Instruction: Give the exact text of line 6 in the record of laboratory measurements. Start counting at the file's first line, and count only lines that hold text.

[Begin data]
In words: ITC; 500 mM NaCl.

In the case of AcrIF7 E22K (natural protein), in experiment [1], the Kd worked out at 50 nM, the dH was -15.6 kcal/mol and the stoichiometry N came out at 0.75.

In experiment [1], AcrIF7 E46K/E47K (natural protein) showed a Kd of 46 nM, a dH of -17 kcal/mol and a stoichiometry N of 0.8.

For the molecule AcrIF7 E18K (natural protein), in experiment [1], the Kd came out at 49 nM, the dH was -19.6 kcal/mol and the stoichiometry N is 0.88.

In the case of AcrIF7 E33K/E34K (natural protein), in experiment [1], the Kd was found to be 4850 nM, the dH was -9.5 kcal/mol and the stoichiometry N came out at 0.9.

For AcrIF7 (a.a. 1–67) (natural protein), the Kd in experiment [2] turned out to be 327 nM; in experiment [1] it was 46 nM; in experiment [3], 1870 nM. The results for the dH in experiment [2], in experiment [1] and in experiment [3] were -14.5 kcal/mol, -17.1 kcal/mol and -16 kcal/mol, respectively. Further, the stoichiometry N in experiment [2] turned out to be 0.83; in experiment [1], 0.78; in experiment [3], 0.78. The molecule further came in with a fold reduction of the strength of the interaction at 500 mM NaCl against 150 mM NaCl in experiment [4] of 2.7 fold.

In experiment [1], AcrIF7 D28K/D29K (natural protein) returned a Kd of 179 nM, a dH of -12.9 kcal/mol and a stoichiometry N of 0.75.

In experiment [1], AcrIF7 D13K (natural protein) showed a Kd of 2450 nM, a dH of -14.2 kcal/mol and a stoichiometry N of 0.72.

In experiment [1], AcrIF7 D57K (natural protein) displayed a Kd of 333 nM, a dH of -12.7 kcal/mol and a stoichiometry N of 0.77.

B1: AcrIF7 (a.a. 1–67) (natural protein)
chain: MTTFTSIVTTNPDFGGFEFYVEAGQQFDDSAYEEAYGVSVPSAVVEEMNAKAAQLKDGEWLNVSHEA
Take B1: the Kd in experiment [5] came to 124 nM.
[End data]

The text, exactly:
For AcrIF7 (a.a. 1–67) (natural protein), the Kd in experiment [2] turned out to be 327 nM; in experiment [1] it was 46 nM; in experiment [3], 1870 nM. The results for the dH in experiment [2], in experiment [1] and in experiment [3] were -14.5 kcal/mol, -17.1 kcal/mol and -16 kcal/mol, respectively. Further, the stoichiometry N in experiment [2] turned out to be 0.83; in experiment [1], 0.78; in experiment [3], 0.78. The molecule further came in with a fold reduction of the strength of the interaction at 500 mM NaCl against 150 mM NaCl in experiment [4] of 2.7 fold.